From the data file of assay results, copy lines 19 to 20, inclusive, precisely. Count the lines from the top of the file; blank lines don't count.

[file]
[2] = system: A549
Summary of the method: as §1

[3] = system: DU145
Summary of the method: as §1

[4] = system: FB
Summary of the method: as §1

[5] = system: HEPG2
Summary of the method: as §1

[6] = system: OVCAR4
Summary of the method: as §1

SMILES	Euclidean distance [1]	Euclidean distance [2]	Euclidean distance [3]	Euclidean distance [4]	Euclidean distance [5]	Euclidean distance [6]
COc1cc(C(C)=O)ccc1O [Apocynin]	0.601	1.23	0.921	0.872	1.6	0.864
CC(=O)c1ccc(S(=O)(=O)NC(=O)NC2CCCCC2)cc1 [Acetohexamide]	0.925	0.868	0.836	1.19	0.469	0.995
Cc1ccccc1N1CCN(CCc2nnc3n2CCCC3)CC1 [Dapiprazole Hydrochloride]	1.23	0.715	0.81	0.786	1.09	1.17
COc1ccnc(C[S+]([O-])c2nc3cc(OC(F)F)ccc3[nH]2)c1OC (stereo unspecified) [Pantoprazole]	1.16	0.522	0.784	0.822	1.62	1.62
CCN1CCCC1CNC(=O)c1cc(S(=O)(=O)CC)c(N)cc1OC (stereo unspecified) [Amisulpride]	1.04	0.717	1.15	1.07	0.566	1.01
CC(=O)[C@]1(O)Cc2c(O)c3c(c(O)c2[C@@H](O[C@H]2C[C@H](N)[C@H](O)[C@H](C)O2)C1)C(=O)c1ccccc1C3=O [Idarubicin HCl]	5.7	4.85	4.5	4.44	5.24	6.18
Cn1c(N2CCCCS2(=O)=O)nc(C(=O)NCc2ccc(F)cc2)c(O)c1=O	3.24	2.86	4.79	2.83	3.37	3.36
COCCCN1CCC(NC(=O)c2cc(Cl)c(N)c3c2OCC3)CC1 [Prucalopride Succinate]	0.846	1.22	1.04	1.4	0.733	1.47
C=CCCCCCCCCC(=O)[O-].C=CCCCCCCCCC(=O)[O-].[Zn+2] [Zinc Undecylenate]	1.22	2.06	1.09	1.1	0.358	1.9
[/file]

COCCCN1CCC(NC(=O)c2cc(Cl)c(N)c3c2OCC3)CC1 [Prucalopride Succinate]	0.846	1.22	1.04	1.4	0.733	1.47
C=CCCCCCCCCC(=O)[O-].C=CCCCCCCCCC(=O)[O-].[Zn+2] [Zinc Undecylenate]	1.22	2.06	1.09	1.1	0.358	1.9